Whilst we weren’t talking Metal Gear Solid levels of stealth, we were talking the kind where silenced weapons wouldn’t disturb a man from his duties. Memorably, climbing through a vent into the toilets on mission 2, and shooting the guard in the head, only to find you’d actually just shot his hat off, and he hadn’t noticed! Now that’s stealthy…


Whilst Goldeneye had a lot of things, well, not exactly WRONG with it, but you know what I mean… There was a hell of a lot more right with it. But I’ll tell you what really hit the mark for me… after you complete the game, on a hard enough difficulty level, you open up a couple of extra missions. With the addition of Moonraker Lasers and the Golden Gun, these are a fitting tribute to James Bond movies as a whole, not just Goldeneye. But the ultimate moment was the unlocking of 007 mode.
Basically you could play the game completely customised according to how good you thought you were. Sliders allowed you to completely customise the accuracy, health and awareness of the enemy, and this resulted in being able to set yourself a whole new challenge. If you found the game a bit too easy in the main (There’s a good challenge there, sure, but if you complete it, then surely you need to make it slightly harder for the next time?) notch up the challenge a little bit with some improved accuracy or enemy health.

Do you know, I really don’t know. And for what it’s worth, the other cheat modes that can be activated are genius too. To unlock them you have to complete missions within a time constraint and on a certain difficulty level. Some of these are especially difficult to achieve, but so worth the effort, especially the cheat that gifted you all available weaponry. Whilst you could carry an impossible amount of arsenal, the varied range available is very impressive and a lot of fun. The weaponry cheat also revealed a few weapons that you wouldn’t otherwise see (for example the standard shotgun, or taser)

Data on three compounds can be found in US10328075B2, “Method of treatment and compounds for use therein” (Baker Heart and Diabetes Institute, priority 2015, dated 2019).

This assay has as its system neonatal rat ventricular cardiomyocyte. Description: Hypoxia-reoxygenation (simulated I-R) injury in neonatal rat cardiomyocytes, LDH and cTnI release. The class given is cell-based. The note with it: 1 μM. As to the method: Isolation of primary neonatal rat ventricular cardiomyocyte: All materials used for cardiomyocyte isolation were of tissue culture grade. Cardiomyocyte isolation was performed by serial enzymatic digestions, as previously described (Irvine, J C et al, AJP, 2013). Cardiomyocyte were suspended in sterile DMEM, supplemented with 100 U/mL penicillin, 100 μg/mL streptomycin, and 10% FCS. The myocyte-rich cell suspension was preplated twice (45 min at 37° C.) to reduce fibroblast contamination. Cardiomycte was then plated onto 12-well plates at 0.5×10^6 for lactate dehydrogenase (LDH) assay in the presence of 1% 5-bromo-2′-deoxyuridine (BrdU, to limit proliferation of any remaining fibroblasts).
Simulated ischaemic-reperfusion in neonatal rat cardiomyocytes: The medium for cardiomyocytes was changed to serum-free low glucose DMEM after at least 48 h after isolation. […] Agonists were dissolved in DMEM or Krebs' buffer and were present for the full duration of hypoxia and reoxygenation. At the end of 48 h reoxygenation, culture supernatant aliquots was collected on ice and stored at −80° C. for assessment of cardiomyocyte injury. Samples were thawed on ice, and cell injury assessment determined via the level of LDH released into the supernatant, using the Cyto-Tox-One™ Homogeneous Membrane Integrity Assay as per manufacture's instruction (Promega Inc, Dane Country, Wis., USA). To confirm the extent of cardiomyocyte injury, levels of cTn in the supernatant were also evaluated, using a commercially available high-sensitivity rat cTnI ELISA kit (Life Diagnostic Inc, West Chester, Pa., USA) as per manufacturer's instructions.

Well, no. Not really. Most of the game follows the plot of the film, although there are a couple of unrelated missions (the excellent Frigate mission, for instance). Each mission contains several objectives that must be met, on the harder difficulty levels there are usually more objectives to complete. For some, stealth is the order of the day, for others there’s the chance to get involved in a bit of an altercation, but one thing is for sure, you’ll need to make sure you’ve got some cover if you want to survive the harder difficulty levels.

These days, the game probably does look a little dated. But it has to be said, the game stunned the gaming press at the time, and even now it’s considered one of the benchmark titles. Hence the impending re-release of the game (in enhanced form) on the Nintendo Wii.

We shall have to wait and see. I don’t know how they can make a mess of it, the winning formula is there, it just needs bringing up to date. And the multiplayer taken online.

But still, you should play the original, see where the FPS as we know it finally came of age, with serious and realistic graphics, serious gameplay, and serious amounts of fun.


Thank God that’s over.